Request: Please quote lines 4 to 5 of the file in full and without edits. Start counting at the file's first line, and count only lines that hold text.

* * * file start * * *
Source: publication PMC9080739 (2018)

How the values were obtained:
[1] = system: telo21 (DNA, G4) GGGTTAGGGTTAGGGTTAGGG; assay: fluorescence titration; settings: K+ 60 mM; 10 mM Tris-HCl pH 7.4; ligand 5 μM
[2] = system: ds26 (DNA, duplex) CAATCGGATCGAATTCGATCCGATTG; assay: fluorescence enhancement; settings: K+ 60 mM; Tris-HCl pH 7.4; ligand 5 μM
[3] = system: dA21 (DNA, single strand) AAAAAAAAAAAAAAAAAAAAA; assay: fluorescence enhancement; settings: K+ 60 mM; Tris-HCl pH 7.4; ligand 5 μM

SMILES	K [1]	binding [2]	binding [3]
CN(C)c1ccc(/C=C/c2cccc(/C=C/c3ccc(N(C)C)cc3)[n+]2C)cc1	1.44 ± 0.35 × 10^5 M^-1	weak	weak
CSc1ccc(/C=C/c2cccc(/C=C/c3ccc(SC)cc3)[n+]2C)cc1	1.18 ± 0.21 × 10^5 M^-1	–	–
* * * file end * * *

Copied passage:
[2] = system: ds26 (DNA, duplex) CAATCGGATCGAATTCGATCCGATTG; assay: fluorescence enhancement; settings: K+ 60 mM; Tris-HCl pH 7.4; ligand 5 μM
[3] = system: dA21 (DNA, single strand) AAAAAAAAAAAAAAAAAAAAA; assay: fluorescence enhancement; settings: K+ 60 mM; Tris-HCl pH 7.4; ligand 5 μM